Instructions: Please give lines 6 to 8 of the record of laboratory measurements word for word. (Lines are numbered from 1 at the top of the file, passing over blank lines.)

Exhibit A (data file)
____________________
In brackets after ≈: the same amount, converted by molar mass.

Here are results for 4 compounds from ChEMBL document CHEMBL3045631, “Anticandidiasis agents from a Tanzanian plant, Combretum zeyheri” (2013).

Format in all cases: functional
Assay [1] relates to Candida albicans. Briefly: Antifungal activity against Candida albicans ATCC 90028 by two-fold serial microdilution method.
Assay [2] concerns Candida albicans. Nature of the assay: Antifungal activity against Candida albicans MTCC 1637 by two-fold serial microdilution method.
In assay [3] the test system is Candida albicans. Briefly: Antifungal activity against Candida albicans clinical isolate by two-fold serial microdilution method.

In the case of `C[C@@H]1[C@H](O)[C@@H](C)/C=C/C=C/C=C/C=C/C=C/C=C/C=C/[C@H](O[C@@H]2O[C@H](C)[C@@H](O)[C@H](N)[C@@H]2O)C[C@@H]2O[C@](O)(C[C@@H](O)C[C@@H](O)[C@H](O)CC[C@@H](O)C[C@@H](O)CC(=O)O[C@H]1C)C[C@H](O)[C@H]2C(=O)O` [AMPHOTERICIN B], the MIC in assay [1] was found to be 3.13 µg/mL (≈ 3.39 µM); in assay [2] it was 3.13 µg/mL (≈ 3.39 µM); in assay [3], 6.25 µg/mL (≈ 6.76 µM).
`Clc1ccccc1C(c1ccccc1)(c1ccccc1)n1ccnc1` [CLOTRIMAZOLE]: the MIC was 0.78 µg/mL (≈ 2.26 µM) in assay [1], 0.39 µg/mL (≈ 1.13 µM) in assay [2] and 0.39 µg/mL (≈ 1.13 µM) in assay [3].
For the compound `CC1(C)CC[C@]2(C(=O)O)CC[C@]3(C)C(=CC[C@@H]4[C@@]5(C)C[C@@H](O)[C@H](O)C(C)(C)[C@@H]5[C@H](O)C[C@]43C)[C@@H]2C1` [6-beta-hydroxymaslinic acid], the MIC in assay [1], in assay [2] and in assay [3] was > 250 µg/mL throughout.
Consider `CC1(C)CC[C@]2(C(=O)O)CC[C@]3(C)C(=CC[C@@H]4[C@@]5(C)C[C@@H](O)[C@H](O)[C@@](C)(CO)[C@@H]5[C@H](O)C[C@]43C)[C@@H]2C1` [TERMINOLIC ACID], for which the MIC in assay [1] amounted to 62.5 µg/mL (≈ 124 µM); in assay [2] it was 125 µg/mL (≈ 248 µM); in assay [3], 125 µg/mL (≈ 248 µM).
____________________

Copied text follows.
In assay [3] the test system is Candida albicans. Briefly: Antifungal activity against Candida albicans clinical isolate by two-fold serial microdilution method.

In the case of `C[C@@H]1[C@H](O)[C@@H](C)/C=C/C=C/C=C/C=C/C=C/C=C/C=C/[C@H](O[C@@H]2O[C@H](C)[C@@H](O)[C@H](N)[C@@H]2O)C[C@@H]2O[C@](O)(C[C@@H](O)C[C@@H](O)[C@H](O)CC[C@@H](O)C[C@@H](O)CC(=O)O[C@H]1C)C[C@H](O)[C@H]2C(=O)O` [AMPHOTERICIN B], the MIC in assay [1] was found to be 3.13 µg/mL (≈ 3.39 µM); in assay [2] it was 3.13 µg/mL (≈ 3.39 µM); in assay [3], 6.25 µg/mL (≈ 6.76 µM).
`Clc1ccccc1C(c1ccccc1)(c1ccccc1)n1ccnc1` [CLOTRIMAZOLE]: the MIC was 0.78 µg/mL (≈ 2.26 µM) in assay [1], 0.39 µg/mL (≈ 1.13 µM) in assay [2] and 0.39 µg/mL (≈ 1.13 µM) in assay [3].